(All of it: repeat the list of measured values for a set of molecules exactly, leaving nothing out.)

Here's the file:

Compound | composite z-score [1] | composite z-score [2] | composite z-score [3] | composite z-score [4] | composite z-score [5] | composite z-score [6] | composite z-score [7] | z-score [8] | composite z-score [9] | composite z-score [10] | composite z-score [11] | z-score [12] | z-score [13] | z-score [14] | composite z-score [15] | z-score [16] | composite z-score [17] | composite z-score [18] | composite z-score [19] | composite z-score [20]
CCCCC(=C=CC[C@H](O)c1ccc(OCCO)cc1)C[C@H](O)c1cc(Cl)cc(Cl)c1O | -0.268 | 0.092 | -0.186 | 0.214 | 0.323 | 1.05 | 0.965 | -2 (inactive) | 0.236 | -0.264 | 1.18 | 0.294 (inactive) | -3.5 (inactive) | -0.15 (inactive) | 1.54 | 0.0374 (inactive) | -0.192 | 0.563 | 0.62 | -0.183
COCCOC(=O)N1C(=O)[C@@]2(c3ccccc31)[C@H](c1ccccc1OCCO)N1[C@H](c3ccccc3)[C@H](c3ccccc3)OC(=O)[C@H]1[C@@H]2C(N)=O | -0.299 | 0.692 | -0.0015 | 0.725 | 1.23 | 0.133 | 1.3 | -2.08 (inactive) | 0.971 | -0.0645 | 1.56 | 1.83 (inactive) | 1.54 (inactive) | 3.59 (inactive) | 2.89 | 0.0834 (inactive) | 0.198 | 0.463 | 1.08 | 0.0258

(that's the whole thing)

Compound | composite z-score [1] | composite z-score [2] | composite z-score [3] | composite z-score [4] | composite z-score [5] | composite z-score [6] | composite z-score [7] | z-score [8] | composite z-score [9] | composite z-score [10] | composite z-score [11] | z-score [12] | z-score [13] | z-score [14] | composite z-score [15] | z-score [16] | composite z-score [17] | composite z-score [18] | composite z-score [19] | composite z-score [20]
CCCCC(=C=CC[C@H](O)c1ccc(OCCO)cc1)C[C@H](O)c1cc(Cl)cc(Cl)c1O | -0.268 | 0.092 | -0.186 | 0.214 | 0.323 | 1.05 | 0.965 | -2 (inactive) | 0.236 | -0.264 | 1.18 | 0.294 (inactive) | -3.5 (inactive) | -0.15 (inactive) | 1.54 | 0.0374 (inactive) | -0.192 | 0.563 | 0.62 | -0.183
COCCOC(=O)N1C(=O)[C@@]2(c3ccccc31)[C@H](c1ccccc1OCCO)N1[C@H](c3ccccc3)[C@H](c3ccccc3)OC(=O)[C@H]1[C@@H]2C(N)=O | -0.299 | 0.692 | -0.0015 | 0.725 | 1.23 | 0.133 | 1.3 | -2.08 (inactive) | 0.971 | -0.0645 | 1.56 | 1.83 (inactive) | 1.54 (inactive) | 3.59 (inactive) | 2.89 | 0.0834 (inactive) | 0.198 | 0.463 | 1.08 | 0.0258